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What's the Question?
TAoN No 145: Interrogating the everyday, every day. Plus a new Missing Word, and more.
Recently, this randomly encountered sign caught my attention. As I wrote in a subscriber post the other day:
Specifically, it made me chuckle: What exactly had led to the need for such a sign? Were drivers smashing into the bollards? How often? Aren’t bollards themselves cautionary objects? So isn’t this like a sign saying “Caution: Warning Sign Ahead”? Were these bollards particularly hard to notice? Isn’t that kind of a design fail? What happened here?
At the time I even texted the picture to E, who replied: “Must be some badass bollards.”
All very silly, I admit.
“We often take for granted that the physical world, and especially, the built environment, just sort of happened out of nowhere,” [Lukas] says. But actually, everything has a backstory — from a skyscraper all the way down to the doorknobs in the offices of that skyscraper.
The resulting prompt in the book was: “Identify one thing that you’ve taken for granted your entire life and ask how it got that way.”
Taken (semi) seriously, this silly bollard sign suggests a related prompt, one more geared to zeroing in on new, different, or curious things as we move through the world. Be open to the questions they raise. See if one question suggests another. Be open to that, too.
On your next walk (or ride or commute or whatever), come back with five questions — even if they’re all about a single weird/funny/puzzling thing. If you aren’t asking any questions, maybe you’re not paying enough attention! In short:
Keep an eye out for things that raise questions. Ask those questions — as many as you can. Maybe try to answer some, too. Might lead you somewhere interesting!
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Dictionary of Missing Words is an exercise in paying attention to phenomena you encounter — sensations, concepts, states between states, feelings, slippery things — that could be named, but don’t seem to be. More here and here.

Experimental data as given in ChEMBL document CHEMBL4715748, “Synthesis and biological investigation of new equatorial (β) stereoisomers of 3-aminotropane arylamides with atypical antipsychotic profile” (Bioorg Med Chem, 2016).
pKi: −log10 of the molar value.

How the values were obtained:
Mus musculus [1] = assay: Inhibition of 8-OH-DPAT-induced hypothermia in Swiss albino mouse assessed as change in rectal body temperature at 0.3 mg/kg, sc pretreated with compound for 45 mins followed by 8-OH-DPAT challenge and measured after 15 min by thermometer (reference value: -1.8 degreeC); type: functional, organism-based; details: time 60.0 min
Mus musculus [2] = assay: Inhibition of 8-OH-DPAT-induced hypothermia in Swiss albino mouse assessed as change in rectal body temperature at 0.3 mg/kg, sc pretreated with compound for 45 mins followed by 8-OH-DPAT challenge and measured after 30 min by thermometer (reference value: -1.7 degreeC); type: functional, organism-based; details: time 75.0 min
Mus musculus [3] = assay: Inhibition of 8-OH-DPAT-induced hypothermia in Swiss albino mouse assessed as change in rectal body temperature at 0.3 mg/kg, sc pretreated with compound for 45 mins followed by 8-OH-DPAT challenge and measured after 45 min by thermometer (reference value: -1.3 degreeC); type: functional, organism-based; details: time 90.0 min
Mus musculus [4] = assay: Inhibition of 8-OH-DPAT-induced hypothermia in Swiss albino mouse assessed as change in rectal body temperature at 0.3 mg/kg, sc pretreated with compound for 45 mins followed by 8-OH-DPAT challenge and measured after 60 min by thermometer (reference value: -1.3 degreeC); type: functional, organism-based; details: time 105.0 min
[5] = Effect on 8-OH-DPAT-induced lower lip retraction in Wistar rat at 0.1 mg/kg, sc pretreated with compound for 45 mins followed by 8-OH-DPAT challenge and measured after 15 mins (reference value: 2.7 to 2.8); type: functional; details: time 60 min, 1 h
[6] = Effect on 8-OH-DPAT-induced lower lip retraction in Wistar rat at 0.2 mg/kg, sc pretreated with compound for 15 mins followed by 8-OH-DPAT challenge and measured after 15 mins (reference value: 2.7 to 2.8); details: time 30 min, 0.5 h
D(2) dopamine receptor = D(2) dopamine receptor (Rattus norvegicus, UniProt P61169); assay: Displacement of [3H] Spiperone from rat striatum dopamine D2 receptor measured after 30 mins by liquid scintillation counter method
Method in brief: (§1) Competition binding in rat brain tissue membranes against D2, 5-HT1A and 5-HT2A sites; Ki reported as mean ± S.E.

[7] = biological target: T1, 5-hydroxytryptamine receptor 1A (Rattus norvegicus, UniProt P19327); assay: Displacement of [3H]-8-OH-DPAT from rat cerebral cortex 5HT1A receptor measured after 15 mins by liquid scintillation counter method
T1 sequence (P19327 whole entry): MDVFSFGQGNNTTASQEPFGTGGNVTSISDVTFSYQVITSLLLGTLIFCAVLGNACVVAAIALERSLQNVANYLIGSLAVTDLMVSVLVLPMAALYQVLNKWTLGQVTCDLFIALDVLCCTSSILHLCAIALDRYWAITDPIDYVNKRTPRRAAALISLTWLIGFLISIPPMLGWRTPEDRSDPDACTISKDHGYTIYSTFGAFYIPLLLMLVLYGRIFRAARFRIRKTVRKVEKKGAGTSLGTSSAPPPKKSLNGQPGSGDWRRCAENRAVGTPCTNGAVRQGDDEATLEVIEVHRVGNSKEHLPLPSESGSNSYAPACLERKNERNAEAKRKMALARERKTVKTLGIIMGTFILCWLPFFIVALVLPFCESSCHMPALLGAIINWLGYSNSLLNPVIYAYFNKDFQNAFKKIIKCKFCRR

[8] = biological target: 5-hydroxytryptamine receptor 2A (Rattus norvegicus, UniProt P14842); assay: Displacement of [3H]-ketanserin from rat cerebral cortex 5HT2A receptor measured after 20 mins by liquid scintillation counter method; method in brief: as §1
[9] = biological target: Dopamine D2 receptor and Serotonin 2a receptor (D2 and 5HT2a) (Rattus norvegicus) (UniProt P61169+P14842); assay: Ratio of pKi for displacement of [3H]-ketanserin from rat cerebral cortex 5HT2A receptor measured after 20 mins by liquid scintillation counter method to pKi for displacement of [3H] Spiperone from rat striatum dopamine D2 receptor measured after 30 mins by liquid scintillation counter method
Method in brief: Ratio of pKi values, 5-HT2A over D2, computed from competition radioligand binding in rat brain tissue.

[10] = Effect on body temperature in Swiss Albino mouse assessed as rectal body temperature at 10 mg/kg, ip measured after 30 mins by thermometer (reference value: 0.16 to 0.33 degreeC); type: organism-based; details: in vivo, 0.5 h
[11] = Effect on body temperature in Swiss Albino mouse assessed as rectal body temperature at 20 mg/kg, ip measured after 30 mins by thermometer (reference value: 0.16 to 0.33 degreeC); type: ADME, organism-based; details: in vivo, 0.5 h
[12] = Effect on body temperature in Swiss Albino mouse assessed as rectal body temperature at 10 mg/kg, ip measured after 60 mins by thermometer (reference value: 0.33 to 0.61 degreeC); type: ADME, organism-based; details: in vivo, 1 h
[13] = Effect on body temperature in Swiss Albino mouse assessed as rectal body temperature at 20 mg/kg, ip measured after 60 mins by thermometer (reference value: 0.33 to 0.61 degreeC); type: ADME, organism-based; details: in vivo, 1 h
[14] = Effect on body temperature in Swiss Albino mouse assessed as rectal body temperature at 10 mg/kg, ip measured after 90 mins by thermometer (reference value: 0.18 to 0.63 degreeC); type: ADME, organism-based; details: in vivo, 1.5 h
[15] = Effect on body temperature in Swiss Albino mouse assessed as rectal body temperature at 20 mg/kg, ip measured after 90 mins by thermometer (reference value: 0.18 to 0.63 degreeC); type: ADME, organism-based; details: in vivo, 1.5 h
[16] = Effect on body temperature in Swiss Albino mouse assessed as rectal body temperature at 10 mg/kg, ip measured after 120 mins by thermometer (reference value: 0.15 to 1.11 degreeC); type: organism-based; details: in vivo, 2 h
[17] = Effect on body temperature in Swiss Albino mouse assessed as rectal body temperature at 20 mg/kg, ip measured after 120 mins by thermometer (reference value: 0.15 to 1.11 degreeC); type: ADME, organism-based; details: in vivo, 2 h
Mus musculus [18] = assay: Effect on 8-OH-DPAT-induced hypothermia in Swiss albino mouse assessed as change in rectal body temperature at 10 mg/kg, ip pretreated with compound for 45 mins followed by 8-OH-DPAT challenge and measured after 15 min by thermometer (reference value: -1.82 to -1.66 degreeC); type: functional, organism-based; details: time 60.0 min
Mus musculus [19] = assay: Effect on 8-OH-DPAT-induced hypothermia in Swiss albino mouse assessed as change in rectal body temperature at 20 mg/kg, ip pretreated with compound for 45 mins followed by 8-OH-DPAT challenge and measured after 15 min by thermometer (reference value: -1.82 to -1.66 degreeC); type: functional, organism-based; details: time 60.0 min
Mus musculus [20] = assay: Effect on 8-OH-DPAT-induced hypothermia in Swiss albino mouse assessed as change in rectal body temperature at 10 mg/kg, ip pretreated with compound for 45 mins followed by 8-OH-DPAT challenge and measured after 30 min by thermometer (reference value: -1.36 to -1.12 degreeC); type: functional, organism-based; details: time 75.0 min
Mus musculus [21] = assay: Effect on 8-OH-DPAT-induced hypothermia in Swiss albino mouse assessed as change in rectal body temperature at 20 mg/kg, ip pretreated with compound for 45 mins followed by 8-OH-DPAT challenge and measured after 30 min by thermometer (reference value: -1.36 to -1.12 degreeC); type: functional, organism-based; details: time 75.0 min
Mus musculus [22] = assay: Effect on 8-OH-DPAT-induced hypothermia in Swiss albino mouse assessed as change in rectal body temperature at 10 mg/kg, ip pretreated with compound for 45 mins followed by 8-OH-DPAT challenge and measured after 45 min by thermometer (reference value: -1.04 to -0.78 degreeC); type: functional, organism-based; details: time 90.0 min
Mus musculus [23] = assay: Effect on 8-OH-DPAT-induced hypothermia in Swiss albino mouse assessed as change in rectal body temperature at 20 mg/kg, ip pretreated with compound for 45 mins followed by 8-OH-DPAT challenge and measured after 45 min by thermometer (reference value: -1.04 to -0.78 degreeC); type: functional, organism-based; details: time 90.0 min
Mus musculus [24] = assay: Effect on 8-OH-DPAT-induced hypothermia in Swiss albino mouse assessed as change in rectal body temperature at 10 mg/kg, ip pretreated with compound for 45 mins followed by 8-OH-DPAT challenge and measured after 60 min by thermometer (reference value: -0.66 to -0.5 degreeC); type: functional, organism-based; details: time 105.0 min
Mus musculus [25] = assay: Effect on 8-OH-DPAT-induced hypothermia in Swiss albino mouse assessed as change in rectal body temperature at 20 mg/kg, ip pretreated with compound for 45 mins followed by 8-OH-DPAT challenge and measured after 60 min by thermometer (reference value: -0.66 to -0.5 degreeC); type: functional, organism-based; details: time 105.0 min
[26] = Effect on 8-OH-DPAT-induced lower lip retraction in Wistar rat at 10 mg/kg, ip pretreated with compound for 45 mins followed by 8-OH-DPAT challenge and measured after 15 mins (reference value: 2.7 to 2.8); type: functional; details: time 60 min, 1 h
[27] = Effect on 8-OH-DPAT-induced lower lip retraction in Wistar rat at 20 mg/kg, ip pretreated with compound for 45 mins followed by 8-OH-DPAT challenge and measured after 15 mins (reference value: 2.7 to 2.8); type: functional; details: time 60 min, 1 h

This week’s missing word is from Jennifer K, in the comments:
I need a word that describes the moment when I am listening for the next sound. I have particularly noticed this moment when I hear a bird call and then I am waiting for the next one, that doesn’t always come.
I love this one! Thank you!
What else should we add to The Dictionary of Missing Words? Leave your suggestion — or respond to this one — in the comments.
IN OTHER NEWS
Writer/journalist Susannah Breslin — a friend of TAoN and contributor to Significant Objects and Lost Objects — has a fascinating reported memoir coming out (I enjoyed an advance copy this weekend), investigating the decades-long psychology study she was enrolled in as a child, and how it has threaded through her life. The book is Data Baby: My Life In A Psychological Experiment; more here.
Objects, Vincent Liota’s charming documentary about the human relationship to, well, objects, is now streaming on Amazon, Apple TV, YouTube Movies, and elsewhere. (Joshua Glenn and I make brief appearances as experts of a sort.)
Showing art by museum employees.
The back story on Stop Making Sense. Probably the best thing I’ve read on this topic.
Carolina A. Miranda calls for an end to the likes of “Taco Modern” and other unfortunate “fiesta fonts” and aesthetic tropes hauled out for Hispanic Heritage Month. She also has suggestions for how to do better.
“Let’s say art is in the jangly intersection of intent and reception.” Okay, let’s! Here’s a guide to 10 underrated, overlooked, sometimes stealthy pieces of public art in NYC. NYT gift link.
Not sure what put it in my head but I recently re-listened to Joe Jackson Live 1980-1986. Such a great album — including three distinct versions of “Is She Really Going Out with Him?”
And finally: Do not miss Café Anne’s excellent account of her experiment with giving up multitasking for a week — there’s even a TAoN cameo!
OKAY THAT’S IT!
As always, I value your feedback (suggestions, critiques, positive reinforcement, constructive insults directed at me, not at anyone else, etc.), as well as your tips or stories or personal noticing rituals, things we need a word for, and of course your icebreakers: firstname.lastname@example.org. Or use the comments.
—> Or just click the heart symbol. That always makes my day.
And thanks for reading …
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All this by Rob Walker PO Box 171, 748 Mehle St., Arabi LA 70032. Send me mail!
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